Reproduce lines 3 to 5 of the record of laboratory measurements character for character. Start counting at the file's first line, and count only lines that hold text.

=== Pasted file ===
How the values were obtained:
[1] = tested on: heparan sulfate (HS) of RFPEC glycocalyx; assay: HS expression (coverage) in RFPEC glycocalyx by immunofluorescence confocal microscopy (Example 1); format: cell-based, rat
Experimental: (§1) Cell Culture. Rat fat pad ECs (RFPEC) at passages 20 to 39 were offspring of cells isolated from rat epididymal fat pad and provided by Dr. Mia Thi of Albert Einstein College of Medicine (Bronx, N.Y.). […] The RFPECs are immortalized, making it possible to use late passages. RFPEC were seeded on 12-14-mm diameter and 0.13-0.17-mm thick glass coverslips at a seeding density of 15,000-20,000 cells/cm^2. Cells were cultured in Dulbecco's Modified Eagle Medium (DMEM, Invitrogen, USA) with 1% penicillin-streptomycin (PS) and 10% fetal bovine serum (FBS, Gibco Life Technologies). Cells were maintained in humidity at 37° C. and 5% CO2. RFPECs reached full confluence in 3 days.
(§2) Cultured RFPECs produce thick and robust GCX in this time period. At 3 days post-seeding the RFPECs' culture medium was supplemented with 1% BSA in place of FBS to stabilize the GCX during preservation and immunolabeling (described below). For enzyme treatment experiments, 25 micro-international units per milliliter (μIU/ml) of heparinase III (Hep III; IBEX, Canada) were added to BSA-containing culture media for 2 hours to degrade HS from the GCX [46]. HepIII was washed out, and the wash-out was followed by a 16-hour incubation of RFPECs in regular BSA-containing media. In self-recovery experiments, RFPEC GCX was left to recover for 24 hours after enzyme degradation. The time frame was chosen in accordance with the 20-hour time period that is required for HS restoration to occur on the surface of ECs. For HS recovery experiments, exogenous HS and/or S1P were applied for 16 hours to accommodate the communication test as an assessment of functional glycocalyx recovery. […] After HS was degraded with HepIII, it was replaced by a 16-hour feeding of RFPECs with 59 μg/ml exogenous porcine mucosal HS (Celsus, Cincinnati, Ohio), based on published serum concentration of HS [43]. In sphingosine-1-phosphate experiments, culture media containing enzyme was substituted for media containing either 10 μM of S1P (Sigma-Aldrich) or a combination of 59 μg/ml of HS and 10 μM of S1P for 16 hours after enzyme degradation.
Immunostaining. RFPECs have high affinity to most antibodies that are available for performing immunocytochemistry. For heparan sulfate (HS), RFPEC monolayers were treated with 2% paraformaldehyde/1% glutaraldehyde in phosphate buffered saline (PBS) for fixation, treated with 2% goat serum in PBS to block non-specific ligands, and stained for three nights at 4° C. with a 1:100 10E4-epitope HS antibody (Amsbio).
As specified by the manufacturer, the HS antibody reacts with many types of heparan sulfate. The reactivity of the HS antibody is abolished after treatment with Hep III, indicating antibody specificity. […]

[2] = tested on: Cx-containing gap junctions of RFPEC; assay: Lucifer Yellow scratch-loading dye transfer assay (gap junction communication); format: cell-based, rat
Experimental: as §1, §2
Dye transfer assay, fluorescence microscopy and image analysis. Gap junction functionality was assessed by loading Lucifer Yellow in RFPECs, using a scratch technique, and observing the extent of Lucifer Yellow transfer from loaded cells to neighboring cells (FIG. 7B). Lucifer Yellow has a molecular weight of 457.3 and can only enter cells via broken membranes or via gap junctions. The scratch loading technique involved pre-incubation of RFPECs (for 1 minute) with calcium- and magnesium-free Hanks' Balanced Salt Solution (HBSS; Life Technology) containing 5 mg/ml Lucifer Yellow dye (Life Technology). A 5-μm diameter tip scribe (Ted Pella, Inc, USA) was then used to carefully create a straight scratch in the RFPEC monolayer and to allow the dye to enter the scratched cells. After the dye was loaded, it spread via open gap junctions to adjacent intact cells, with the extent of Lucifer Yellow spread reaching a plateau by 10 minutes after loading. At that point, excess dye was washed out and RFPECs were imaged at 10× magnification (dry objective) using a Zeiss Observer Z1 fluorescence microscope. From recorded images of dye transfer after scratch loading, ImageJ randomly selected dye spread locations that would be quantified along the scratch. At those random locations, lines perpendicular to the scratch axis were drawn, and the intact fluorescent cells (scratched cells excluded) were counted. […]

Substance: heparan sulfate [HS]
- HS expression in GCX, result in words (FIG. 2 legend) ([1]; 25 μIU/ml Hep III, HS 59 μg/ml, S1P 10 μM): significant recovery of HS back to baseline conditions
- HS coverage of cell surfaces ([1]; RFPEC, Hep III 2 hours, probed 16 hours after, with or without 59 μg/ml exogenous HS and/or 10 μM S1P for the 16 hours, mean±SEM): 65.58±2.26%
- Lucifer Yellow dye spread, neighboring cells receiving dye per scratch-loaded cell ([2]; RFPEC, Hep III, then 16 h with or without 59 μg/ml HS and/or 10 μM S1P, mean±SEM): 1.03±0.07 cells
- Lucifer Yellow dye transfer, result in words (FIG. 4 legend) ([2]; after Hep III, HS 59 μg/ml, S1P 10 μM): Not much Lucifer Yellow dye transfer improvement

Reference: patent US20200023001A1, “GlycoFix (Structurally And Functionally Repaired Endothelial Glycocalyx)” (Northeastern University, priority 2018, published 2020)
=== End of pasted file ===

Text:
Experimental: (§1) Cell Culture. Rat fat pad ECs (RFPEC) at passages 20 to 39 were offspring of cells isolated from rat epididymal fat pad and provided by Dr. Mia Thi of Albert Einstein College of Medicine (Bronx, N.Y.). […] The RFPECs are immortalized, making it possible to use late passages. RFPEC were seeded on 12-14-mm diameter and 0.13-0.17-mm thick glass coverslips at a seeding density of 15,000-20,000 cells/cm^2. Cells were cultured in Dulbecco's Modified Eagle Medium (DMEM, Invitrogen, USA) with 1% penicillin-streptomycin (PS) and 10% fetal bovine serum (FBS, Gibco Life Technologies). Cells were maintained in humidity at 37° C. and 5% CO2. RFPECs reached full confluence in 3 days.
(§2) Cultured RFPECs produce thick and robust GCX in this time period. At 3 days post-seeding the RFPECs' culture medium was supplemented with 1% BSA in place of FBS to stabilize the GCX during preservation and immunolabeling (described below). For enzyme treatment experiments, 25 micro-international units per milliliter (μIU/ml) of heparinase III (Hep III; IBEX, Canada) were added to BSA-containing culture media for 2 hours to degrade HS from the GCX [46]. HepIII was washed out, and the wash-out was followed by a 16-hour incubation of RFPECs in regular BSA-containing media. In self-recovery experiments, RFPEC GCX was left to recover for 24 hours after enzyme degradation. The time frame was chosen in accordance with the 20-hour time period that is required for HS restoration to occur on the surface of ECs. For HS recovery experiments, exogenous HS and/or S1P were applied for 16 hours to accommodate the communication test as an assessment of functional glycocalyx recovery. […] After HS was degraded with HepIII, it was replaced by a 16-hour feeding of RFPECs with 59 μg/ml exogenous porcine mucosal HS (Celsus, Cincinnati, Ohio), based on published serum concentration of HS [43]. In sphingosine-1-phosphate experiments, culture media containing enzyme was substituted for media containing either 10 μM of S1P (Sigma-Aldrich) or a combination of 59 μg/ml of HS and 10 μM of S1P for 16 hours after enzyme degradation.
Immunostaining. RFPECs have high affinity to most antibodies that are available for performing immunocytochemistry. For heparan sulfate (HS), RFPEC monolayers were treated with 2% paraformaldehyde/1% glutaraldehyde in phosphate buffered saline (PBS) for fixation, treated with 2% goat serum in PBS to block non-specific ligands, and stained for three nights at 4° C. with a 1:100 10E4-epitope HS antibody (Amsbio).